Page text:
It seems like it makes a big difference.
There are two facets to randomness in games: using randomness in the rules of games (technically they no longer fit the strict definition of a combinatorial board game, but whatever) and using randomness as a tool to play and solve games. This second facet has gotten some attention lately.
In Lance Fortnow and Bill Gasarch's complexity blog, a post was recently made on using randomness to play Go. From their blog:
Consider the following seemingly crazy way to evaluate a game board: Have each player play randomly and see who wins. Repeat a few hundred times and score the position by the percent of time that White won.It turns out, this may be a really good way to evaluate Go. I have seen (less scientifically) something similar with Atropos. Instead of giving our Java applet a complex AI to play, I just have it choose uniformly from all the not-immediately-losing options. This makes it pretty tough to play in a lot of situations (especially in boards of size 5 and 6). This is certainly less sophisticated, because it's not doing any smart tree-pruning things, etc, but it is not a trivial opponent.
The first of these facets seems to trivialize a lot of attempting to compute strategies for playing well. It seems that algorithms become more simple, often resorting to a more greedy approach. In some sense this is a boon; people are often more willing to play with me. I have some dice which I can use to randomize the colors available to a player each turn of Atropos, and potential opponents are often more willing to play. It's better to lose to the luck of the die than to not have thought hard enough about it.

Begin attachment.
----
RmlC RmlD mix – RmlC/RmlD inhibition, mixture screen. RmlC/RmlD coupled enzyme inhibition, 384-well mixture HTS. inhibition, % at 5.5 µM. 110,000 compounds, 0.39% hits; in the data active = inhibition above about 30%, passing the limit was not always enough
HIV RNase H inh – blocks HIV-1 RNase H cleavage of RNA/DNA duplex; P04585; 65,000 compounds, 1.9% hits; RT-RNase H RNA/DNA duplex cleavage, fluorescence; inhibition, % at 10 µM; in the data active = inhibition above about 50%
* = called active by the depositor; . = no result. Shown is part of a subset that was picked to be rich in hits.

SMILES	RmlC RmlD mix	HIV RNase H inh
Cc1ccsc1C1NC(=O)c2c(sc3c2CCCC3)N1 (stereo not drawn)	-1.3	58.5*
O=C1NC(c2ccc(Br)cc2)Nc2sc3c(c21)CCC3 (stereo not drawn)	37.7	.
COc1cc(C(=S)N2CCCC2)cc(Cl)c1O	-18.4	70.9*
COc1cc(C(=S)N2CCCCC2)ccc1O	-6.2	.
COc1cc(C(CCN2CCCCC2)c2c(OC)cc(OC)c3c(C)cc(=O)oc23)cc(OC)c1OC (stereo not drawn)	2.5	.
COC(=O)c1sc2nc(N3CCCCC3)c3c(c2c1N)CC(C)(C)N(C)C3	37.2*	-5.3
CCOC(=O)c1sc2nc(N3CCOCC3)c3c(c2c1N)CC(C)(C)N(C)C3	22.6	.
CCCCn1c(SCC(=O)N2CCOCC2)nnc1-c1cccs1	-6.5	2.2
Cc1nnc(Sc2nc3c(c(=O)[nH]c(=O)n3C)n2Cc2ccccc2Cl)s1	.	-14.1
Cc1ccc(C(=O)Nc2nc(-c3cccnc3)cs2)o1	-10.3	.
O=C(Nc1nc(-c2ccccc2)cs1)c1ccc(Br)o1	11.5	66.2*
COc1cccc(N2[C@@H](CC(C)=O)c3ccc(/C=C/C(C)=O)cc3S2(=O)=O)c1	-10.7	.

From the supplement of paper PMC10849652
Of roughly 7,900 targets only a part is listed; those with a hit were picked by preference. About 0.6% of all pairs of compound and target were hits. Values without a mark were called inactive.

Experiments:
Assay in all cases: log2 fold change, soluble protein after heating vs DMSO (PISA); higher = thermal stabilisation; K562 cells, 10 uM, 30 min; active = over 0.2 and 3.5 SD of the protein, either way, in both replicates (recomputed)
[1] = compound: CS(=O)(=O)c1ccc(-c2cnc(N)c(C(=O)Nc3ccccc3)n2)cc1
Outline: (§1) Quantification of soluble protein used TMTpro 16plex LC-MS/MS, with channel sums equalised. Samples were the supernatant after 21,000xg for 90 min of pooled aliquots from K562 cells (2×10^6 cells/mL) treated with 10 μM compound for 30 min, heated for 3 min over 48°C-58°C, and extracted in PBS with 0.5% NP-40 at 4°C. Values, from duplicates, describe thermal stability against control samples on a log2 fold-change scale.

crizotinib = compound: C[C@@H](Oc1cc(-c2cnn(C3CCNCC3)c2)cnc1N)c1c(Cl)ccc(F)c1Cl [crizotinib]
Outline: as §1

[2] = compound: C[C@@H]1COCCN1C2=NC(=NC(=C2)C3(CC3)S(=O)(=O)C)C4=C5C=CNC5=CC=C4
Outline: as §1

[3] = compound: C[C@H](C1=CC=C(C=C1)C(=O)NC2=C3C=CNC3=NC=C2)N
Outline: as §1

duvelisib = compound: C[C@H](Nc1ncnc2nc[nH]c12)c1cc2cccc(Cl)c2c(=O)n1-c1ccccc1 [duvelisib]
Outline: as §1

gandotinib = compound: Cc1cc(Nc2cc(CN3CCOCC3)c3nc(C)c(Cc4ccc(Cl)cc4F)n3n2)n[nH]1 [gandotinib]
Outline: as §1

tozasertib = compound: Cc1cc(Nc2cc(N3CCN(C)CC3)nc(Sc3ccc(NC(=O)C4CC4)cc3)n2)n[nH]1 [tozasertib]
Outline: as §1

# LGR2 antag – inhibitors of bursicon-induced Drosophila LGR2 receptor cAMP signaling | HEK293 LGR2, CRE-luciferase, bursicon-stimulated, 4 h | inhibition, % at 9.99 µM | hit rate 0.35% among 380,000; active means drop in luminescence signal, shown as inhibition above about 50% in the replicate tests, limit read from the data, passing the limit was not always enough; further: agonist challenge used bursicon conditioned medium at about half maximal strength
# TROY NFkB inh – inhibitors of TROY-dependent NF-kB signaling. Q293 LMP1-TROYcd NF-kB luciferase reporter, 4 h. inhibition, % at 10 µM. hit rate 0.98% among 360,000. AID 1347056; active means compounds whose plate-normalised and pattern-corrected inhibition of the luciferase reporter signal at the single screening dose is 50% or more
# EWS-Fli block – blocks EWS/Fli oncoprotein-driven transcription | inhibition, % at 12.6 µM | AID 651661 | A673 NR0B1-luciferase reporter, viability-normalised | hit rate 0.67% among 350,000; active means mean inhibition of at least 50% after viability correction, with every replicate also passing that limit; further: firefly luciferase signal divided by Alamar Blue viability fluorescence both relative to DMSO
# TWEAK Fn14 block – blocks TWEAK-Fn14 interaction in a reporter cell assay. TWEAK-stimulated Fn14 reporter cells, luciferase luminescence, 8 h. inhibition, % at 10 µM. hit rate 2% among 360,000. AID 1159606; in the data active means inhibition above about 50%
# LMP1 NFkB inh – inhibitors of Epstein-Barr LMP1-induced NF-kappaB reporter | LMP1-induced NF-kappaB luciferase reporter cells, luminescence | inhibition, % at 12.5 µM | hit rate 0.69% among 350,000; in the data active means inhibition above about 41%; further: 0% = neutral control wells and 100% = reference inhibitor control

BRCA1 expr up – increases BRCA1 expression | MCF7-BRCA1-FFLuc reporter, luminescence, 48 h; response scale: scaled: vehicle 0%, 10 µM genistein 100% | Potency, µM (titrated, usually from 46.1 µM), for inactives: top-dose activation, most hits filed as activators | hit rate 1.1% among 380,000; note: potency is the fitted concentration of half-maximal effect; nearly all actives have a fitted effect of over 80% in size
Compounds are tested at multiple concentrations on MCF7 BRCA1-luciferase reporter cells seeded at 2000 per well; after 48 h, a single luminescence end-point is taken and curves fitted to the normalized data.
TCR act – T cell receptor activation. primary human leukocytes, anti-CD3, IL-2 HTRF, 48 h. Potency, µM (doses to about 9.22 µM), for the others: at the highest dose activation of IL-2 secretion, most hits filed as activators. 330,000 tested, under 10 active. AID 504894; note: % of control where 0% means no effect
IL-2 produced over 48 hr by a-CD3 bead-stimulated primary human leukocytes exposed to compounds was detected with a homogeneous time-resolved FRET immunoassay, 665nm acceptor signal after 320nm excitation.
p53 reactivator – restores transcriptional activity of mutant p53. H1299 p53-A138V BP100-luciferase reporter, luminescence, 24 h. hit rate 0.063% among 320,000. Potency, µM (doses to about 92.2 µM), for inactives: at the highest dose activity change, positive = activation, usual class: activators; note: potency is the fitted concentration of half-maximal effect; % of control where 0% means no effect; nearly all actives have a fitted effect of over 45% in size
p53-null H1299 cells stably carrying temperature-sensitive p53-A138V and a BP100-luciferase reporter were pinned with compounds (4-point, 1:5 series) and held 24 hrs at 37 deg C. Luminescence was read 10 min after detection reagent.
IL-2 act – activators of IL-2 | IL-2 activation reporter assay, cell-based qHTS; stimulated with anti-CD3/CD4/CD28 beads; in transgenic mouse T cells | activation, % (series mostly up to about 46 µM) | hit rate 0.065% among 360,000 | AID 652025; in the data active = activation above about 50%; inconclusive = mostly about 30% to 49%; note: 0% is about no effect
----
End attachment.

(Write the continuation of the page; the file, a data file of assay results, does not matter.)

For the game Ninja versus Ninja, both me and my fiancee think it would be interesting to get rid of the dice and play with 16 different moves available to us (2, 3, 3, 4, 4, 4, 5, 5, 5, 5, 6, 6, 6, 7, 7, 8, one each of the different possibilities when rolling two 4-sided dice) and then check the score at the end of that. We think it would be interesting... but we haven't done it yet. Too much thought, perhaps. Instead of having our ninja be within a possible roll to die from an opponent's ninja, we know that they could "spend" that number, but then what if it's in the range from one of my own numbers? At which point is it worth spending the number to kill a ninja, etc. (I won't explain all the rules here.)
Indeed, using randomness to determine who gets to have a turn also simplifies strategies. Random-turn impartial games are certainly affected this way (at the end of the game, a coin flip will determine who wins and who loses), but even partisan games, such as Hex, can become simple.
I know of no examples which go the other way---showing that randomness in a game makes it more difficult---if any exist.